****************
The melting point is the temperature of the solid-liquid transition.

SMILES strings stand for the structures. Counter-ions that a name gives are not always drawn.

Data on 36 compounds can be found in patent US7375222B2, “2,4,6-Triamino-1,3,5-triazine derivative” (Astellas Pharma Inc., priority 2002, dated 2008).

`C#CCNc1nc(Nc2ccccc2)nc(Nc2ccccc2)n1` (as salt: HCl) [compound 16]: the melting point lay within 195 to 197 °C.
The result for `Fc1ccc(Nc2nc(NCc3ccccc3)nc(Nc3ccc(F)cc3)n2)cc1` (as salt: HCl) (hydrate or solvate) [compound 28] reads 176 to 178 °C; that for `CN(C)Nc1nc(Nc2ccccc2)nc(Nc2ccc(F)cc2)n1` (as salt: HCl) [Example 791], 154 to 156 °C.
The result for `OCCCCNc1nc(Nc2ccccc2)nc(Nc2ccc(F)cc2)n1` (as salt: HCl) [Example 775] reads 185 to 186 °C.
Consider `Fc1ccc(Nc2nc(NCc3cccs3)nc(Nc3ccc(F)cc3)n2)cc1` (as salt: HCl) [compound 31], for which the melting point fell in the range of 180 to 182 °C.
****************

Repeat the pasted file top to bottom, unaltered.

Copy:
The melting point is the temperature of the solid-liquid transition.

SMILES strings stand for the structures. Counter-ions that a name gives are not always drawn.

Data on 36 compounds can be found in patent US7375222B2, “2,4,6-Triamino-1,3,5-triazine derivative” (Astellas Pharma Inc., priority 2002, dated 2008).

`C#CCNc1nc(Nc2ccccc2)nc(Nc2ccccc2)n1` (as salt: HCl) [compound 16]: the melting point lay within 195 to 197 °C.
The result for `Fc1ccc(Nc2nc(NCc3ccccc3)nc(Nc3ccc(F)cc3)n2)cc1` (as salt: HCl) (hydrate or solvate) [compound 28] reads 176 to 178 °C; that for `CN(C)Nc1nc(Nc2ccccc2)nc(Nc2ccc(F)cc2)n1` (as salt: HCl) [Example 791], 154 to 156 °C.
The result for `OCCCCNc1nc(Nc2ccccc2)nc(Nc2ccc(F)cc2)n1` (as salt: HCl) [Example 775] reads 185 to 186 °C.
Consider `Fc1ccc(Nc2nc(NCc3cccs3)nc(Nc3ccc(F)cc3)n2)cc1` (as salt: HCl) [compound 31], for which the melting point fell in the range of 180 to 182 °C.